The Snappers, Clackers, Ka-chunkers and Sha-shonkers That Make Movies Sound Great

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When E.T. walked across the screen and into the hearts of moviegoers everywhere, that lovable space alien who wanted to “phone home” needed a sound for its walk. Foley artists, the sound magicians who add special effects to movies, decided to use a bag of jello in a damp T-shirt. Indeed, a Foley artist is nothing but ingenious. Snappers, clackers, ka-chunkers, sha-shonkers and things that go “ronk” are just a few things you might find in their toolbox, along with celery — good for broken bones — or paperclips on gloves to imitate a cat walking down the hall. We’ll learn about these tricks of the trade from some of the world’s best Foley artists at Skywalker Sound in Marin.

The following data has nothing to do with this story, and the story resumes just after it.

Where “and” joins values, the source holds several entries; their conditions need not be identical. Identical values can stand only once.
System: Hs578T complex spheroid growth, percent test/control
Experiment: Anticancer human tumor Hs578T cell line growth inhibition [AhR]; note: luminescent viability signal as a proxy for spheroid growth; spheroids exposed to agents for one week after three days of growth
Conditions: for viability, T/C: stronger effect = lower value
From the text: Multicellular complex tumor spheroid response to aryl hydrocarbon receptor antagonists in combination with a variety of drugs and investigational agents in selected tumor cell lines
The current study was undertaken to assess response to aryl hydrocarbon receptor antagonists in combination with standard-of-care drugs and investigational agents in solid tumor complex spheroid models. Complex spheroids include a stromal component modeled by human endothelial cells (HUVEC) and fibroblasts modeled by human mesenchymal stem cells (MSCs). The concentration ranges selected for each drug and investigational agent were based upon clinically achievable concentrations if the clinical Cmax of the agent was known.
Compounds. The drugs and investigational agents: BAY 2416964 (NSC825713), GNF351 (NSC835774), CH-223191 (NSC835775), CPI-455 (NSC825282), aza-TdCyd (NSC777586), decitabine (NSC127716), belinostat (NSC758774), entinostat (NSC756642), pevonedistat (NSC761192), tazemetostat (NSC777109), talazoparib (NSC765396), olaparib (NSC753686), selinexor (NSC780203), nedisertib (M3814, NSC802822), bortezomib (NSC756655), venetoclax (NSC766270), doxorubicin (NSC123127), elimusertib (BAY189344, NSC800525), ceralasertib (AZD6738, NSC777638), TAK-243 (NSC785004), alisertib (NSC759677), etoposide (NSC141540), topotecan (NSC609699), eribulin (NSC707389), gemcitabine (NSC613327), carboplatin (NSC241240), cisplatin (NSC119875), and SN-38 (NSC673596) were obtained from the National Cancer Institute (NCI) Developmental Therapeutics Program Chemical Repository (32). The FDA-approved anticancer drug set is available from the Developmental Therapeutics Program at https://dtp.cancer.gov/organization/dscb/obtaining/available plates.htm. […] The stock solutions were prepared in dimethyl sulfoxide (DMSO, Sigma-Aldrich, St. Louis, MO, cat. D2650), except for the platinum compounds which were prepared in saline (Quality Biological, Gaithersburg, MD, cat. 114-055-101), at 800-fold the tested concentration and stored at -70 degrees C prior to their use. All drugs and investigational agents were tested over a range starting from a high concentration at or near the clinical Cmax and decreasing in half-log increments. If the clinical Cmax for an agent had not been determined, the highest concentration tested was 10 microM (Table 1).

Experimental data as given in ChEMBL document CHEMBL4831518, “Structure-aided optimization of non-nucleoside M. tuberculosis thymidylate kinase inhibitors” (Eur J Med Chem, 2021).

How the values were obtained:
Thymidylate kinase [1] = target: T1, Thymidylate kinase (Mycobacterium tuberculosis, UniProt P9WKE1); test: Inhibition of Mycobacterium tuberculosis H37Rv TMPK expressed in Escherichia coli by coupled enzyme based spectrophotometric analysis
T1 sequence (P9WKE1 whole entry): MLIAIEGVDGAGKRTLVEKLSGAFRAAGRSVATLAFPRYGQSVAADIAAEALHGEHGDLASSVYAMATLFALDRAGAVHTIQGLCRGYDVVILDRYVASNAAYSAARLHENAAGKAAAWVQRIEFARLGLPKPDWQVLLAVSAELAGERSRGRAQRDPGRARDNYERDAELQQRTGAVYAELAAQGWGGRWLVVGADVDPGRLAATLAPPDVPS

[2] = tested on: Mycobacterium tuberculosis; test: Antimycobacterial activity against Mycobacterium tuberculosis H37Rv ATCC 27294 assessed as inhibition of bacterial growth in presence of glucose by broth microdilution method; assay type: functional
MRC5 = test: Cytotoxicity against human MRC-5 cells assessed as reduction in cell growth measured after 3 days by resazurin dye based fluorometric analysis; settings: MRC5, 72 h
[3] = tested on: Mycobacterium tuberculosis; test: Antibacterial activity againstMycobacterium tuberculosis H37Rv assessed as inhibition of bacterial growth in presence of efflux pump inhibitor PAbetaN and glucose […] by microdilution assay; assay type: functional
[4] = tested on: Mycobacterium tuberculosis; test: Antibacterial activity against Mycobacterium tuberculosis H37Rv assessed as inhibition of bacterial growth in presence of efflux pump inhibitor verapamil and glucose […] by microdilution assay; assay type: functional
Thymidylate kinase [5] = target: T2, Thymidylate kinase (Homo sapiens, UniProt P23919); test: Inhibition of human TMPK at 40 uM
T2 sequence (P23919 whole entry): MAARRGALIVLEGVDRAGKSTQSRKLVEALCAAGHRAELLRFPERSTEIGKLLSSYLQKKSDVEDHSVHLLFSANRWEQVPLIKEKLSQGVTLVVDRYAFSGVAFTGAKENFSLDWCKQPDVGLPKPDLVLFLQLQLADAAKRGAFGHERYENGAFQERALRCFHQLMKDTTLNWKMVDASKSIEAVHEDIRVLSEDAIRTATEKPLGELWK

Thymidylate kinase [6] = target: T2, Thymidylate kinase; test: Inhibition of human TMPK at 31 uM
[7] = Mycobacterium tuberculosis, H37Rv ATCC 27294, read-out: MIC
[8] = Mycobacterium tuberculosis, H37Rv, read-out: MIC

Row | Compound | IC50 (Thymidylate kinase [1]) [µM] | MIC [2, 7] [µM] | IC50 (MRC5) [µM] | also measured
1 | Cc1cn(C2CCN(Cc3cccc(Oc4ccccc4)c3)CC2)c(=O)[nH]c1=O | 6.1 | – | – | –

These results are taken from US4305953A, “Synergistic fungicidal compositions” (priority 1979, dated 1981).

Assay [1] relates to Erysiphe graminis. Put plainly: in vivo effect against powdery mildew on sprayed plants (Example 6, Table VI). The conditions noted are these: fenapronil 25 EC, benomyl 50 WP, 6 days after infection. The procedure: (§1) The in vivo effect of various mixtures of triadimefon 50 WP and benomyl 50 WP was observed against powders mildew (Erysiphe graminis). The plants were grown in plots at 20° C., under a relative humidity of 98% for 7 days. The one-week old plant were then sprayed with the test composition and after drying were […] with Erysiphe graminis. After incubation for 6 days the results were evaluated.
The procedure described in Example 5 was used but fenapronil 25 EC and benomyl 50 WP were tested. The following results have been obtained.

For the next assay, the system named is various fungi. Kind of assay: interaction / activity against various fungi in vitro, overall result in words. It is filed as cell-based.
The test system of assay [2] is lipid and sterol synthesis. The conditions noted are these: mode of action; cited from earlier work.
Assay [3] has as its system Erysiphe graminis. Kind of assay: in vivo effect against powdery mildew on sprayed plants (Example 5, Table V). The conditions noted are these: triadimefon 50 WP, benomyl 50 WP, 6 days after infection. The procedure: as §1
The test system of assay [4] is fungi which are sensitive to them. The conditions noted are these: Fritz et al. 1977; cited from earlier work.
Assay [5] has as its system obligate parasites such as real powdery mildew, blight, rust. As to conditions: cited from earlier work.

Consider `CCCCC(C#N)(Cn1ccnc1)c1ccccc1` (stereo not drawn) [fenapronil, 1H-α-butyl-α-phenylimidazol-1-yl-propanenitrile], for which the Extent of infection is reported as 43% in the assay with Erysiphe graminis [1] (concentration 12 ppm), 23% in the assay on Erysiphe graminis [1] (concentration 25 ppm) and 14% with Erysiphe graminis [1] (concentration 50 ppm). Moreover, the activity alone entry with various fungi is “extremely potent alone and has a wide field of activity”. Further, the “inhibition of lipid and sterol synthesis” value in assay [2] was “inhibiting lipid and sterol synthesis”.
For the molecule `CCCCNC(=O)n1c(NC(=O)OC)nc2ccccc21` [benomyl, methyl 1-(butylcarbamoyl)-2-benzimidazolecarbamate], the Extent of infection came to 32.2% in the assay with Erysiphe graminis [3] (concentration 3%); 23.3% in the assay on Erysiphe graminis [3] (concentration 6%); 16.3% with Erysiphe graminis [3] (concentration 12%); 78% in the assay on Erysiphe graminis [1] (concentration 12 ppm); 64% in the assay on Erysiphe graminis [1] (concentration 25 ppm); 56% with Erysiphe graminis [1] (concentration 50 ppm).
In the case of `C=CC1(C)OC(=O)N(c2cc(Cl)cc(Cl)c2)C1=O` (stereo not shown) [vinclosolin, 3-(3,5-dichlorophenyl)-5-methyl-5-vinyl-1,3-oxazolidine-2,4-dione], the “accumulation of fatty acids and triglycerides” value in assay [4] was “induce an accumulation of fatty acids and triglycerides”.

Guests:

Anna Wiener, contributing writer, The New Yorker - She is the author of the memoir "Uncanny Valley." Her most recent piece for the New Yorker is titled "Noisemakers."

Shelley Roden, Foley artist, Skywalker Sound - Roden has worked as a Foley artist for over 25 years and has worked on "Black Panther," "Top Gun: Maverick," "Soul," "Turning Red," and hundreds of other films.

Scott Curtis, Foley mixer, Curtis has mixed sound for a variety of movies including "Titanic," "Team America" and "Black Panther."

John Roesch, Foley artist, Skywalker Sound. Roesch has worked as a Foley artist for over 40 years and has worked on "E.T.," "Top Gun: Maverick," "Soul," "Tenet," and hundreds of other films, including many in the Marvel Cinematic Universe. He also hosts the podcast "The Right Scuff."

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